America and India’s positions on the protocols are quite telling and put one nation firmly in a disquieting Hall of Shame and the other in a disorienting Hall of Mirrors.
Trump’s United States is a rejecter of the protocols. Modi’s India is ostensibly a supporter. Both Trump and Modi remind me of those afflicted with the disease of hubris that has them looking directly at a solar eclipse as if their retinas could withstand fire.
In his first year in office, President Trump said, “The Paris accord will undermine (the U.S.) economy,” and “puts (the U.S.) at a permanent disadvantage.” Donald Trump moved the needle from intolerable and unlivable to unthinkable. Midway through Trump’s term, The Atlantic Monthly listed some 50 unthinkable acts that characterized the Trump Presidency. In essence, while the earth burns, Trump fiddles on his many incendiary interests including the following from the past 12 months: building a wall at the US/Mexican border, adding trillions to the fiscal deficit, overseeing a contraction of domestic manufacturing, threatening and waffling on tariffs, recklessly executing an unethical—if not illegal—assassination of a foreign official to gin up a war to win votes, and responding to the inquiry of impeachment with a multitude of distracting lies.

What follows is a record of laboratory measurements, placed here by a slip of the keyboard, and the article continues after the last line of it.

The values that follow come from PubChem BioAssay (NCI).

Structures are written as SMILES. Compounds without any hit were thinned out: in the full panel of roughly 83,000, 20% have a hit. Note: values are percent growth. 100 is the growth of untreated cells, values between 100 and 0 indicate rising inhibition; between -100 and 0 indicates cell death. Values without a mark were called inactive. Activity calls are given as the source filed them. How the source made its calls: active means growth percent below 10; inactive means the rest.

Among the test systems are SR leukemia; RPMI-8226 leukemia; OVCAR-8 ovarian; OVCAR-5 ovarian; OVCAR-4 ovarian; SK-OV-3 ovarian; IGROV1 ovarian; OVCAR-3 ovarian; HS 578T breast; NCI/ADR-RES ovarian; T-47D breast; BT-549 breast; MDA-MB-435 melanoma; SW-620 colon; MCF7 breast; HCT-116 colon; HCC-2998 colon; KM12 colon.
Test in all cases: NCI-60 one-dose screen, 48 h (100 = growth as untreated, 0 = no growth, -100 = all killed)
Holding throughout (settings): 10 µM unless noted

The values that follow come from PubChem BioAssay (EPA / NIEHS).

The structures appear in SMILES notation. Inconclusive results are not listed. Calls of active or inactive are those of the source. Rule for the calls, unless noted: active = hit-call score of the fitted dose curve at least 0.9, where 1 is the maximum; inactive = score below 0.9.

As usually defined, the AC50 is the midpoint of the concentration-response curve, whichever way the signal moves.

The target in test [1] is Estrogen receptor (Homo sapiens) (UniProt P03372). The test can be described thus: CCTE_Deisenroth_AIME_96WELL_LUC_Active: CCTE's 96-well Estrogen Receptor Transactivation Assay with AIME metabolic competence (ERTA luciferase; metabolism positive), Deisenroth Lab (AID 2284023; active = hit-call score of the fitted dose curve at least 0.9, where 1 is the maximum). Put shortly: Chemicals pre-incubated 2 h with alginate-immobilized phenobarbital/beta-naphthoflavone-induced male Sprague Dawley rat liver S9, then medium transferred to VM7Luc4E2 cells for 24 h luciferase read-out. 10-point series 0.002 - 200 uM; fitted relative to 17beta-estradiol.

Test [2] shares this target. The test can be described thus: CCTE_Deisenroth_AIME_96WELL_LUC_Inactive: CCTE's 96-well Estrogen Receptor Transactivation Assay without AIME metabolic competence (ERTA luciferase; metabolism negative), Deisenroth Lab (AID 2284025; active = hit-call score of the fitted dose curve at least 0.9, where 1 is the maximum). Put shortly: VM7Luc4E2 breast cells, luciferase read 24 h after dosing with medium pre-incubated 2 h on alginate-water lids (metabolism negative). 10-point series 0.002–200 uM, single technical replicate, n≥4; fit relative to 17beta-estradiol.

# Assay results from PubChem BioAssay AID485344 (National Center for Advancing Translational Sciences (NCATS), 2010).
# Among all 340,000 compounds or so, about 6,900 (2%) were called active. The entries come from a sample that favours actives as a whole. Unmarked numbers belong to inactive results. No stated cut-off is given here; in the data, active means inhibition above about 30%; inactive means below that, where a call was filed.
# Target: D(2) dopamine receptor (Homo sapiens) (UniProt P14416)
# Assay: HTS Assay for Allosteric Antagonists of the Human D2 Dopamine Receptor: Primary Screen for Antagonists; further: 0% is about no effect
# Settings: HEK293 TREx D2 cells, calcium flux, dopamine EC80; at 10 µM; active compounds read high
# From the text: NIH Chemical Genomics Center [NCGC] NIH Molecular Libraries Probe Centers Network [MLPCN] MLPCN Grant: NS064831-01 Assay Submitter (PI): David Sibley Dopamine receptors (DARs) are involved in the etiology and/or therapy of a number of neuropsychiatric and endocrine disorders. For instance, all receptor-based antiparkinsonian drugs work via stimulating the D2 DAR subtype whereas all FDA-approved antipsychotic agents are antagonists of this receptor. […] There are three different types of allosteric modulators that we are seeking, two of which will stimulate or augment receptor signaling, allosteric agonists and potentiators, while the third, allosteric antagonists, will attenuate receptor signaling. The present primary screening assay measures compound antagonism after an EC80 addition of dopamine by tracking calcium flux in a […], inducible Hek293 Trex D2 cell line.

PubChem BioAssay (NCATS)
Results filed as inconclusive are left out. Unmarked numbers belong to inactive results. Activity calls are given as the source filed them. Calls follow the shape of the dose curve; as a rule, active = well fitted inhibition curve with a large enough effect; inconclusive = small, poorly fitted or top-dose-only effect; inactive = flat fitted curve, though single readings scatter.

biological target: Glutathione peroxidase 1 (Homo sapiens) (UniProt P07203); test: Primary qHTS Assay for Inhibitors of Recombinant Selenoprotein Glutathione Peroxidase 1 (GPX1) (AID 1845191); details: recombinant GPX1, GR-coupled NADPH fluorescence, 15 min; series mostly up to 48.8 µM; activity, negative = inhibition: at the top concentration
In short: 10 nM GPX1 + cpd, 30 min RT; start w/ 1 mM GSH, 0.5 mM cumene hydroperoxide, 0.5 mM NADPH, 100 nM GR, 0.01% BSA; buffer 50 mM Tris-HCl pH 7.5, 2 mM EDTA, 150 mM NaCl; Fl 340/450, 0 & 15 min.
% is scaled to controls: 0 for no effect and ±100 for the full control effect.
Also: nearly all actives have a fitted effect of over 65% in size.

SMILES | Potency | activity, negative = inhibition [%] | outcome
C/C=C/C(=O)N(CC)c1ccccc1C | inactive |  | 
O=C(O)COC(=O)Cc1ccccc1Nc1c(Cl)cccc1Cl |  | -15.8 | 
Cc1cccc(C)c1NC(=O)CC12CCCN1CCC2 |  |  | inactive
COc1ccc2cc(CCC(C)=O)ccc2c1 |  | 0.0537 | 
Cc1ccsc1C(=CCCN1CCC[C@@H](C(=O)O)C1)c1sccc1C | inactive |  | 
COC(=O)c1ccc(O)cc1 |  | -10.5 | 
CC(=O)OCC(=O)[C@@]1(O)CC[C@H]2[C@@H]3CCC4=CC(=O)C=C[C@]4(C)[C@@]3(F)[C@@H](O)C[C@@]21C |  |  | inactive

On paper, Prime Minister Modi is the anti-Trump, almost an exemplar of climate change leadership. He has done much to champion India as a global green leader; indeed, one can see solar panels floating on acres around COK, making Kochi’s airport the first in the world running fully on solar power. But despite his laudable renewable energy investments in solar and wind farms, the Prime Minister was a reluctant signatory to the Paris Agreement; he has argued that as a developing country focused on giving her citizens a better life, India must not be constrained from investing in coal and other dirty fossil fuels. There is much truth to the position that emerging economies merit dispensations not afforded to countries which developed during the Industrial Age’s plunder of the earth; but one must ask questions about Narendra Modi’s commitment to giving all Indians a better life.